Willamette Daisy Management Experiment Update

Willamette daisy in bloom.

Once found throughout the prairies of the Willamette Valley, the Willamette daisy (Erigeron decumbens var. decumbens) is listed endangered on both state and federal levels. The Institute for Applied Ecology has partnered with United States Fish and Wildlife Service, United States Army Corps of Engineers, and the City of Eugene in an effort to test effective management techniques for the species. For more information regarding this and previous studies, please see our April 2011 and April 2013 blog postings.

In year three of the current study, as part of the Institute for Applied Ecology’s ongoing research regarding management and reintroduction strategies for the species, 1800 individuals were out-planted in mid-April, 2013. These plants were divided between four new research plots in Eugene and Corvallis prairies. Of the sites planted, two are additions to preexisting study sites, while the other two are entirely new to the study.

At each site, six treatments will be applied. In Corvallis the treatments consist of mowing, glyphosate application, burning plus glyphosate application, carbon additions (in the form of sugar), grass-specific herbicide, and a control. Eugene sites receive similar treatments, though grazing is used in lieu of glyphosate-only applications. The Corvallis sites recently underwent their burn cycle for 2013, and the Eugene sites have been mowed. The new out-planting sites are slated to receive grazing and glyphosate application this fall (when the Willamette daisies are senesced so as to not damage them) and carbon additions will be applied in spring of 2014. The 2011 plants are also scheduled to be re-treated accordingly at the same time.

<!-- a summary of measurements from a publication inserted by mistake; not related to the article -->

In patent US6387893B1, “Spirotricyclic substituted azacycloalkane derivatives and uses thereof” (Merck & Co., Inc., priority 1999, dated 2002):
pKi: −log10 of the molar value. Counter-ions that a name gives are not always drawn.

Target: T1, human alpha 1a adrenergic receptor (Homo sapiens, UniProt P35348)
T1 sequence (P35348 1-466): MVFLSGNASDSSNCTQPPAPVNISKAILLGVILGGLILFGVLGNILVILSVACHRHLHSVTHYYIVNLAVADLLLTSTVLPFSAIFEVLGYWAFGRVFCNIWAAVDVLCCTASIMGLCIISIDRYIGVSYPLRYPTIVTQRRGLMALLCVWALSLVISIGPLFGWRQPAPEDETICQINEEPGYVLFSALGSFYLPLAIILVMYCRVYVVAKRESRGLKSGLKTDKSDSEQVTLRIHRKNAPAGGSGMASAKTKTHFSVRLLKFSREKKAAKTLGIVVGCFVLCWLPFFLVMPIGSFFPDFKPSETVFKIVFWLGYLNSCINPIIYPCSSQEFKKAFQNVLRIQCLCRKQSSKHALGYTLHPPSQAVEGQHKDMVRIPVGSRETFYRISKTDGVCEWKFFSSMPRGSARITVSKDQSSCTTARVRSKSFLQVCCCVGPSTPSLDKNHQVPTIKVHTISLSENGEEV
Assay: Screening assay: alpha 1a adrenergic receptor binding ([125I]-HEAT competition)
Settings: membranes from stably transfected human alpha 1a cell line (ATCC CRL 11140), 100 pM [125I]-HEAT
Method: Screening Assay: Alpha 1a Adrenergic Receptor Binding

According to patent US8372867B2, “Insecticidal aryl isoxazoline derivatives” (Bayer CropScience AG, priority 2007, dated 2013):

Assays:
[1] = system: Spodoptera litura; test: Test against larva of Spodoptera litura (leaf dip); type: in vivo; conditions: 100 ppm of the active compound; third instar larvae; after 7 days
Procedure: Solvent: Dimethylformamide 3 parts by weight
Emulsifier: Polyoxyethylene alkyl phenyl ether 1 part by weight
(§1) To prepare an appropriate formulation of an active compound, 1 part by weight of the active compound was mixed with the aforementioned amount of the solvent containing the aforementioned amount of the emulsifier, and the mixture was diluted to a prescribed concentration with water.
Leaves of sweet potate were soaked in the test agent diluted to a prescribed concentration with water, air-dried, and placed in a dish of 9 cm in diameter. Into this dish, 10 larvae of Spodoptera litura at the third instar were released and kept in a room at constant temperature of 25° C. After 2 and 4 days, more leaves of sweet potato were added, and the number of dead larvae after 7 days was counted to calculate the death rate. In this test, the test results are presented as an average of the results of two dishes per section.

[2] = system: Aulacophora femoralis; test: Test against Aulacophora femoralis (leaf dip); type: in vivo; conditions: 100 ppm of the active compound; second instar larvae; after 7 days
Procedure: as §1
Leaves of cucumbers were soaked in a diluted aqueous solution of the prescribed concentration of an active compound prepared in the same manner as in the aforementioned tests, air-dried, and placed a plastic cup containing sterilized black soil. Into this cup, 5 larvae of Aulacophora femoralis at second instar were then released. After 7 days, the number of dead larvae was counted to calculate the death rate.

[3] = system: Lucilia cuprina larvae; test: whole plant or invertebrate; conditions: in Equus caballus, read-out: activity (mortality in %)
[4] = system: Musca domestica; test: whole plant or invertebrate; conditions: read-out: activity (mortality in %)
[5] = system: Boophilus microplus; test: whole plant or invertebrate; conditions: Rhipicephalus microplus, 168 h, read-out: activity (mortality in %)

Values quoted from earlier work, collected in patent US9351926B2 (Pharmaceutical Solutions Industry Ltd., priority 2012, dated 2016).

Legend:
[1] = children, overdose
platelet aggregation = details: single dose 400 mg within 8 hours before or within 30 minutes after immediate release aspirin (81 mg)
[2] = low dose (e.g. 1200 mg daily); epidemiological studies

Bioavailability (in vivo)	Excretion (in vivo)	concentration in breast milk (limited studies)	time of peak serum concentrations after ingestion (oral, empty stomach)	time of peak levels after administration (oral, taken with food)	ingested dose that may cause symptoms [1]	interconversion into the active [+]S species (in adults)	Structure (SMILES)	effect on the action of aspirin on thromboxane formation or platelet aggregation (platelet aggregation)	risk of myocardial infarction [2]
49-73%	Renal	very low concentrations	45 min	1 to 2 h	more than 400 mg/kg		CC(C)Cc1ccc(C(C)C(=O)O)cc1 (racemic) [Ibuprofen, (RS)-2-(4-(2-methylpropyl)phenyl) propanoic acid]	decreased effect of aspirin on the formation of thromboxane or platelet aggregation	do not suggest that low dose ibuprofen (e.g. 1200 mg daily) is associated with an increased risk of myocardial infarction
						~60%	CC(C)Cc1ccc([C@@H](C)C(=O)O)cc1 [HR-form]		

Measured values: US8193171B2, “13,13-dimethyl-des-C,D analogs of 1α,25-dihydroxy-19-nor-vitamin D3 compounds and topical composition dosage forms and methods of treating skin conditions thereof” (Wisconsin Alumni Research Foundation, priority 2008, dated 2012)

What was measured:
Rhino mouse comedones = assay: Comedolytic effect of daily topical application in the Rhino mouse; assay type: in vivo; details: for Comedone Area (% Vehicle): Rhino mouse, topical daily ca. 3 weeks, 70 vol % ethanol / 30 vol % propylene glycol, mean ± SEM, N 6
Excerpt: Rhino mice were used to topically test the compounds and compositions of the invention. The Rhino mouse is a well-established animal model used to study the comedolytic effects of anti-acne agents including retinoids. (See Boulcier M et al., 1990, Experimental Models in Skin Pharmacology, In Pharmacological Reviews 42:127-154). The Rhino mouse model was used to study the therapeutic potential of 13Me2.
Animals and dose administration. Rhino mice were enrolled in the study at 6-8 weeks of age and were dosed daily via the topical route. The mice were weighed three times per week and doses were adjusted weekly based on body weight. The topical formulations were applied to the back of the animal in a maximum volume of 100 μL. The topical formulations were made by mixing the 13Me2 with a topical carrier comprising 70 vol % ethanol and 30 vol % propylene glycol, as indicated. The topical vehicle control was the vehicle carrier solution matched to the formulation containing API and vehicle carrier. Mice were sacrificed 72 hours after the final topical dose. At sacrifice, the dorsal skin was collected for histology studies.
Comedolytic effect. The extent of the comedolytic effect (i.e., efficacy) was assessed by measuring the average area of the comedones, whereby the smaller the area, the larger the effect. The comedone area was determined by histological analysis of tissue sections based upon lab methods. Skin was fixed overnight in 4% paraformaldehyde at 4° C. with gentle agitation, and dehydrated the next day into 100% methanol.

Eugene sites being burned in 2012.

Though additional study is needed to determine long-term effects, initial results from 2011 out-plantings indicate that none of the treatments had significant effects on Willamette daisy survivorship or size. However, burning + glyphosate treatments at the Corvallis sites showed a significant increase in the fecundity. The Eugene sites were burned later, and though the data is in, it has not yet been analyzed.  These preliminary results suggest that Willamette daisy can tolerate a variety of prairie management techniques, though burning followed by glyphosate treatment appears to have a positive effect on their reproductive capacity. Because of the apparent tolerance to common prairie management techniques, it is recommended that management be tailored to the plant community in order to be most effective.

The greatest variances observed in the experiment were not between treatments, but rather between sites, which suggests that there is some variation in underlying site conditions that affect the daisy’s growth. Though the site factors responsible for the variation are still unknown, the broad implication here is that higher quality initial habitat will yield a more healthy Willamette daisy population.

Large, remnant Willamette daisy individual at Atlantic-Pacific site in Eugene

We are looking forward to another year’s data and getting a more in depth look at what drives the Willamette daisy.

For further reading:
Official report:
Willamette Daisy Demography and Management Report 2012
Previous blog postings:
April 2013 & April 2011

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